United Way of R.I. to launch nonprofit resource center in fall, names Wolanski director

PROVIDENCE – Nancy Wolanski feels Rhode Island’s nonprofit sector is overlooked, under resourced and there are not enough adequate investments in the capacity of the sector.

But, she hopes to bring nonprofits in the Ocean State to the forefront of discussion through advocacy and offer such organizations needed support as the new nonprofit resource center’s inaugural director. The United Way of Rhode Island formally announced Monday that Wolanski, who for the last eight years has been the executive director of the Grantmakers Council of Rhode Island, will take the reins to lead the new resource center that will launch in the fall.

The resource center’s development – part of United Way’s $100 million Live United 2025 planhas been in the works since early last year to address a specific need for sector advocacy and developmental resources for nonprofit organizations that had not previously existed in the state. Wolanski had served as a consultant during the resource center’s design process.

Providence Business News spotlighted in a July 31, 2020, cover story where some local nonprofits felt the sector might benefit when it comes to training and funding by the creation of a singular organized voice or advocacy group. United Way CEO and President Cortney Nicolato previously told PBN there is “absolutely a role” for a similar one to be in place in Rhode Island after looking at similar resource centers in 42 other states in the U.S.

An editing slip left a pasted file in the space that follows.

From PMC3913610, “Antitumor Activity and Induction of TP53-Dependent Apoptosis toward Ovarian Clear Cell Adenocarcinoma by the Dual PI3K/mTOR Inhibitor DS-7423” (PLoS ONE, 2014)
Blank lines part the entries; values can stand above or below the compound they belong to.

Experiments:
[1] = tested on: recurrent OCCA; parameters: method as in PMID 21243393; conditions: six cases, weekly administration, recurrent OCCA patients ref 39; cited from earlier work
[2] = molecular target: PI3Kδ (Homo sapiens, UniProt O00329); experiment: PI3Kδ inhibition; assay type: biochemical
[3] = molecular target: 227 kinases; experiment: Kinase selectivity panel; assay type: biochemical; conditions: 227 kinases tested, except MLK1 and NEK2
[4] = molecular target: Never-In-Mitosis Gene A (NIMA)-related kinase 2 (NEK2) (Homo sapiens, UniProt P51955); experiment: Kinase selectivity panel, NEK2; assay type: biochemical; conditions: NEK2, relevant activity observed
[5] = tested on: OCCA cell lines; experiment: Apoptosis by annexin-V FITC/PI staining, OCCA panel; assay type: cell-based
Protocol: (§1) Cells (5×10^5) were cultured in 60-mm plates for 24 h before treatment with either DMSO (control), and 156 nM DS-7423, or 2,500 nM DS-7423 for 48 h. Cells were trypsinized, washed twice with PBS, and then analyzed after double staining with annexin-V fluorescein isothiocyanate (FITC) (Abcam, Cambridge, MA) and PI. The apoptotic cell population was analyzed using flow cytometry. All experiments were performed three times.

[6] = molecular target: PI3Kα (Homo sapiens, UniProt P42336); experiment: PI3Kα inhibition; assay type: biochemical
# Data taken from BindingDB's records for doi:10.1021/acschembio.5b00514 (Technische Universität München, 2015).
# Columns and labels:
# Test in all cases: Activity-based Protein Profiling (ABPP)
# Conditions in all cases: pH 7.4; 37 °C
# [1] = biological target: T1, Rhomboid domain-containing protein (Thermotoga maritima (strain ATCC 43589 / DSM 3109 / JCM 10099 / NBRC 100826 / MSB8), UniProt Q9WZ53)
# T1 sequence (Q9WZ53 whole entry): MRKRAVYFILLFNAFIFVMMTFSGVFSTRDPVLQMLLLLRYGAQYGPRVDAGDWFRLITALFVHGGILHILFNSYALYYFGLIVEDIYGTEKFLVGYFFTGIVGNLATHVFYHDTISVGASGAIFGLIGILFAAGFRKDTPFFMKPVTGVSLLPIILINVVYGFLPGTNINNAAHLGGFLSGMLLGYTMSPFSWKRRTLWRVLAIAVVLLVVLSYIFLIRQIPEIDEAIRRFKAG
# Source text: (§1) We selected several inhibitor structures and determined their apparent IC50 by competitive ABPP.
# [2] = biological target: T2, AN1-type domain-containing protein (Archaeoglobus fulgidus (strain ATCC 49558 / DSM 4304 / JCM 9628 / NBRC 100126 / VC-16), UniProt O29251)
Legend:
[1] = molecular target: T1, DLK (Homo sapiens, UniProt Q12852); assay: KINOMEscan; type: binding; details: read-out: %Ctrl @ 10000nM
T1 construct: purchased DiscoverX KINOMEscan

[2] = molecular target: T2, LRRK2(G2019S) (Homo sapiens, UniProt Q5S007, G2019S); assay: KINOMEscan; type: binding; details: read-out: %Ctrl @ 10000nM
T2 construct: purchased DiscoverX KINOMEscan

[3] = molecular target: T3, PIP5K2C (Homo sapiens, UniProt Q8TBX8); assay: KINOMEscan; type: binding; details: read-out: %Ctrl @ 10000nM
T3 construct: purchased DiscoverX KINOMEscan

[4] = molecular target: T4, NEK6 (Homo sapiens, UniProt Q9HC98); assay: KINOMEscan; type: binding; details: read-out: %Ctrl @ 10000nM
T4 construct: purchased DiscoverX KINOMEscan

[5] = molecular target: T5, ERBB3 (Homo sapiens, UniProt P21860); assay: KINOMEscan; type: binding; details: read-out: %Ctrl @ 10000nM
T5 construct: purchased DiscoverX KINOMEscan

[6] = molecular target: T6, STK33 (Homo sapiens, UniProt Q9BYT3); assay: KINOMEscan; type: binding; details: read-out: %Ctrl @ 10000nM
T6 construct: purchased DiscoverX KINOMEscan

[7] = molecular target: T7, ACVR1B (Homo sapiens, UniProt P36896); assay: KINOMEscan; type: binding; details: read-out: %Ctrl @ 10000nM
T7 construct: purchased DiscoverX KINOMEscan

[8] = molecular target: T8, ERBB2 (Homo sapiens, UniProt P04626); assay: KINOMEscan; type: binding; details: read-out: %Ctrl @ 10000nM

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Nicolato in a statement said Wolanski understanding the nonprofit sector is in her DNA. When one combines that passion with Wolanski’s experience, plus a willingness to listen, “you have a formula to empower our nonprofits like never before, making Rhode Island stronger in the process,” Nicolato said.

Wolanski recently told PBN that there are some existing resources for nonprofits “in little pockets around the state.” However, the new resource center, Wolanski said, plans to provide nonprofits with existing information about those resources in one place, as well as address gaps within the sector. Plus, Wolanski feels it is really important for the center to help the state, the funders and the public gain a better understanding of what the sector is, its impact and its importance to Rhode Island.

“We’re looking to bring the sector together to create partnerships and develop a more sustainable, equitable sector,” Wolanski said.

Wolanski said the hub will operate in three equal ways. One is supporting people in the nonprofit sector, such as providing professional development for everyday operations, advocating for better employee wages or supporting improved worker pipelines. She said nonprofits are currently seeing people leave the sector but there is no “strategic organized effort” to bring new employees into nonprofits.

Another aspect the resource center will provide, Wolanski said, is strengthening local organizations. The hub will assist nonprofits by increasing available funding resources to help organizations receive more charitable giving to support their operations. Also, Wolanski said the hub will provide nonprofits pro bono expertise, such as offering tools to develop online giving platforms.